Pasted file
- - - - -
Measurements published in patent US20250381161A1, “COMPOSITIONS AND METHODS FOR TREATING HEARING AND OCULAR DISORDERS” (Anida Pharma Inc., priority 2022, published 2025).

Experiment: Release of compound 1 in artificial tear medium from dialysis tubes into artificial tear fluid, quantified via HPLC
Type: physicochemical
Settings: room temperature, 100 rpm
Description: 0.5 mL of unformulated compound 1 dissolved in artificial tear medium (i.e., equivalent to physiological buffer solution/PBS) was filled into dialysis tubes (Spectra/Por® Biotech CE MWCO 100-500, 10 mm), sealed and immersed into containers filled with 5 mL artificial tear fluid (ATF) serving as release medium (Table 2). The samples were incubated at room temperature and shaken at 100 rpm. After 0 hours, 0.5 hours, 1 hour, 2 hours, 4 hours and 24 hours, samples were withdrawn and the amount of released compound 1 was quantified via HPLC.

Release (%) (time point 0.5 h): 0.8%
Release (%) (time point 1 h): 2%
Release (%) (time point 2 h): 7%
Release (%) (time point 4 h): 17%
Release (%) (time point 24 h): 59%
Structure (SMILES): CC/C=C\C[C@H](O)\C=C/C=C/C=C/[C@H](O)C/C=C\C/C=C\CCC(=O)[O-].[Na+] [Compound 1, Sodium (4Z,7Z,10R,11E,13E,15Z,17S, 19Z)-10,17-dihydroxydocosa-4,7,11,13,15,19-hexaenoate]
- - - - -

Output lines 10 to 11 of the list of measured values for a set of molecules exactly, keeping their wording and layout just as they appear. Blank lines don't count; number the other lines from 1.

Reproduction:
Release (%) (time point 24 h): 59%
Structure (SMILES): CC/C=C\C[C@H](O)\C=C/C=C/C=C/[C@H](O)C/C=C\C/C=C\CCC(=O)[O-].[Na+] [Compound 1, Sodium (4Z,7Z,10R,11E,13E,15Z,17S, 19Z)-10,17-dihydroxydocosa-4,7,11,13,15,19-hexaenoate]